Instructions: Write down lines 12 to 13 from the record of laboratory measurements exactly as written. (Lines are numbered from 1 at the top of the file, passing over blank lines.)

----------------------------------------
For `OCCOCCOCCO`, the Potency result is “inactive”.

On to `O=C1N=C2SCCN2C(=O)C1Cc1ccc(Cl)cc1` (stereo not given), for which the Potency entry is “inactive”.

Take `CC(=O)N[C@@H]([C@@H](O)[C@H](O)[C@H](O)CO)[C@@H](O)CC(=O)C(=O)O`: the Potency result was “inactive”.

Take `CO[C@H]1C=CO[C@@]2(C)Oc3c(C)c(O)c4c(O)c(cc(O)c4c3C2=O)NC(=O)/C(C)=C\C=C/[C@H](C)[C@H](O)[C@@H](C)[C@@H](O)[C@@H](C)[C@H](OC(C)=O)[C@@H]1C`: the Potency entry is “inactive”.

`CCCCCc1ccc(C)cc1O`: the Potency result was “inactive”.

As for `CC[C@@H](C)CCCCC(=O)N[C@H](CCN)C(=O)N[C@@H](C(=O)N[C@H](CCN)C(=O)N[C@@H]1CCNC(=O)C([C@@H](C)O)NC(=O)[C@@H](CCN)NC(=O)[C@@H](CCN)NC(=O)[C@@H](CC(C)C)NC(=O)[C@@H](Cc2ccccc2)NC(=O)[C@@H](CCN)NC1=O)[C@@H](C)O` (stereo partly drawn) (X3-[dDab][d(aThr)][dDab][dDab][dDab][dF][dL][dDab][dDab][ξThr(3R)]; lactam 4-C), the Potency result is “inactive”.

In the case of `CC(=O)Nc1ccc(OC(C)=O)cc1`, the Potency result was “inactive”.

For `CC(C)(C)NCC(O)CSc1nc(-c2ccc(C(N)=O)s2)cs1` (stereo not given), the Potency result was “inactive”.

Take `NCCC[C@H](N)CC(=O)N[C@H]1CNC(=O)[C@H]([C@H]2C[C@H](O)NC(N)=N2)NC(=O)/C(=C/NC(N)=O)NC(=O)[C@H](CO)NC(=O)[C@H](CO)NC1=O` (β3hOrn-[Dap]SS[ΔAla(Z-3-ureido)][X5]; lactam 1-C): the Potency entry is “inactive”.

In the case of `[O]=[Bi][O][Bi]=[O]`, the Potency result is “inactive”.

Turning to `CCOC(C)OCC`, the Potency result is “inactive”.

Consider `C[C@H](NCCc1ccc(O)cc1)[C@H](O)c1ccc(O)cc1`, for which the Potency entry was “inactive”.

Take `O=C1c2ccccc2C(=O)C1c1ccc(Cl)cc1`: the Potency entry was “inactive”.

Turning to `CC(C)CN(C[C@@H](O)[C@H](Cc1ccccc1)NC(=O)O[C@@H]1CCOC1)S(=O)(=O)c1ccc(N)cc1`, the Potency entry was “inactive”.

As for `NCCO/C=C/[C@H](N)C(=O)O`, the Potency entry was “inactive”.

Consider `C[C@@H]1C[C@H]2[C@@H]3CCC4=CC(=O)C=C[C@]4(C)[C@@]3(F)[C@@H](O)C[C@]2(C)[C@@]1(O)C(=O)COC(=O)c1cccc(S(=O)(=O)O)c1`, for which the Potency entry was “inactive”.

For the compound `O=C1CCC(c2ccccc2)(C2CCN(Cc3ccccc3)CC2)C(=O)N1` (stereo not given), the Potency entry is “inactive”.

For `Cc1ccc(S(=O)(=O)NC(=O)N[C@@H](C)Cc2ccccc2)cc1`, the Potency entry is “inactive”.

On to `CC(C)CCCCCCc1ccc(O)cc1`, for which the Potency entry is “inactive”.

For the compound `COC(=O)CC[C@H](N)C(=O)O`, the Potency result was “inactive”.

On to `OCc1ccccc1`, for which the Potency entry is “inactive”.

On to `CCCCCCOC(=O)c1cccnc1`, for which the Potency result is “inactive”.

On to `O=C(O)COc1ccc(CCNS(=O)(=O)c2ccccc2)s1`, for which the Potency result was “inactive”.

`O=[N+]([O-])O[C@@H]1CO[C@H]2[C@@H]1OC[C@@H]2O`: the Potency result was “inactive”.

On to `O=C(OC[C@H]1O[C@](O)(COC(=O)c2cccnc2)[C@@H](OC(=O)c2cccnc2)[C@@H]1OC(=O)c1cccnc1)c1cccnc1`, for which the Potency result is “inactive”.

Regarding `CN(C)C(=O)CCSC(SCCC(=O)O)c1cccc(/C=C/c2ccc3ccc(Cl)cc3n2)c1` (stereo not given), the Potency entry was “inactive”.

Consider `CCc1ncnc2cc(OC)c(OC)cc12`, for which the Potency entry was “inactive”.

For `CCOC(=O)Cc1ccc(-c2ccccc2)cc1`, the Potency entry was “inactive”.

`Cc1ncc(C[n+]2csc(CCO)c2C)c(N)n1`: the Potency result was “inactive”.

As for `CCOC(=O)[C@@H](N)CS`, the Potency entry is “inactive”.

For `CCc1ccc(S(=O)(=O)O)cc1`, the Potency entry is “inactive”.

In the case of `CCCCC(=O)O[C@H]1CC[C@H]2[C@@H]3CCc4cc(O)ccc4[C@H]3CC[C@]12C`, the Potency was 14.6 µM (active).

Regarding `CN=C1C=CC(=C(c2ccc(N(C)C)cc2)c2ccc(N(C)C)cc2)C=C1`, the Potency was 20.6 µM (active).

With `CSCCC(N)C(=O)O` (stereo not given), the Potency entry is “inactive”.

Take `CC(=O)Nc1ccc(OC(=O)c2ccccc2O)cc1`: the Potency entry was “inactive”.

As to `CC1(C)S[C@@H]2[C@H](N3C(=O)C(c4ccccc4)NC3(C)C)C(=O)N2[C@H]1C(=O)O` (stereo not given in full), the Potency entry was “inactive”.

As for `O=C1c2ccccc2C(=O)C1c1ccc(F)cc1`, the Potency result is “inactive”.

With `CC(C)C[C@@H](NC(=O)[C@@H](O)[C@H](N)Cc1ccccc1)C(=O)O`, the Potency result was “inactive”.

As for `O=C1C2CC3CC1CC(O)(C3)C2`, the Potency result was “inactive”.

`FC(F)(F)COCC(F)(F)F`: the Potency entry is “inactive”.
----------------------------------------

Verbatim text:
Consider `C[C@H](NCCc1ccc(O)cc1)[C@H](O)c1ccc(O)cc1`, for which the Potency entry was “inactive”.

Take `O=C1c2ccccc2C(=O)C1c1ccc(Cl)cc1`: the Potency entry was “inactive”.